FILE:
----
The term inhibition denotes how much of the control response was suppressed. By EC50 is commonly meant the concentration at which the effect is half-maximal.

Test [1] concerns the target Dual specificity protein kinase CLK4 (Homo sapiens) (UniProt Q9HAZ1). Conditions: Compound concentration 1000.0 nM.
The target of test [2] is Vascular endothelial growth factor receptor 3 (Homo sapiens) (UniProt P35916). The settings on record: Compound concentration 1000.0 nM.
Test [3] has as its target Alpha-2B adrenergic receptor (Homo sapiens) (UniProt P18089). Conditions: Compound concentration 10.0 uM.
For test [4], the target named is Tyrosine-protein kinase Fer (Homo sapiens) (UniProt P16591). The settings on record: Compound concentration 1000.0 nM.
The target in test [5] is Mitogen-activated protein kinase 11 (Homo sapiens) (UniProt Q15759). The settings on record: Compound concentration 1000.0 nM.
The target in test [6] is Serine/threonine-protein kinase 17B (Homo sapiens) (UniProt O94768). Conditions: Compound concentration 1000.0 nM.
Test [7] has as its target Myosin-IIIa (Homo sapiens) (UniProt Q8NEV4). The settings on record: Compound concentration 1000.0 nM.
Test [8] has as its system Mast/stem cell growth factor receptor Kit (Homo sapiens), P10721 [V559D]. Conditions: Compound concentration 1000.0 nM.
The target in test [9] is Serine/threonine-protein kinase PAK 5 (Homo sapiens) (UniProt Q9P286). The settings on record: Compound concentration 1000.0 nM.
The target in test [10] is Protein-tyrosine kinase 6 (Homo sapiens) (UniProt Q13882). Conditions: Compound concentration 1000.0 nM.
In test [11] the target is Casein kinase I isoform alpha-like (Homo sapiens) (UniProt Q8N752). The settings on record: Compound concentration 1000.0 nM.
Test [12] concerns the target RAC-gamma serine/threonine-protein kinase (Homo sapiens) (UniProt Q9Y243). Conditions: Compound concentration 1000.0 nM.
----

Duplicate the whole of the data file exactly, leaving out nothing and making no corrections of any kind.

The term inhibition denotes how much of the control response was suppressed. By EC50 is commonly meant the concentration at which the effect is half-maximal.

Test [1] concerns the target Dual specificity protein kinase CLK4 (Homo sapiens) (UniProt Q9HAZ1). Conditions: Compound concentration 1000.0 nM.
The target of test [2] is Vascular endothelial growth factor receptor 3 (Homo sapiens) (UniProt P35916). The settings on record: Compound concentration 1000.0 nM.
Test [3] has as its target Alpha-2B adrenergic receptor (Homo sapiens) (UniProt P18089). Conditions: Compound concentration 10.0 uM.
For test [4], the target named is Tyrosine-protein kinase Fer (Homo sapiens) (UniProt P16591). The settings on record: Compound concentration 1000.0 nM.
The target in test [5] is Mitogen-activated protein kinase 11 (Homo sapiens) (UniProt Q15759). The settings on record: Compound concentration 1000.0 nM.
The target in test [6] is Serine/threonine-protein kinase 17B (Homo sapiens) (UniProt O94768). Conditions: Compound concentration 1000.0 nM.
Test [7] has as its target Myosin-IIIa (Homo sapiens) (UniProt Q8NEV4). The settings on record: Compound concentration 1000.0 nM.
Test [8] has as its system Mast/stem cell growth factor receptor Kit (Homo sapiens), P10721 [V559D]. Conditions: Compound concentration 1000.0 nM.
The target in test [9] is Serine/threonine-protein kinase PAK 5 (Homo sapiens) (UniProt Q9P286). The settings on record: Compound concentration 1000.0 nM.
The target in test [10] is Protein-tyrosine kinase 6 (Homo sapiens) (UniProt Q13882). Conditions: Compound concentration 1000.0 nM.
In test [11] the target is Casein kinase I isoform alpha-like (Homo sapiens) (UniProt Q8N752). The settings on record: Compound concentration 1000.0 nM.
Test [12] concerns the target RAC-gamma serine/threonine-protein kinase (Homo sapiens) (UniProt Q9Y243). Conditions: Compound concentration 1000.0 nM.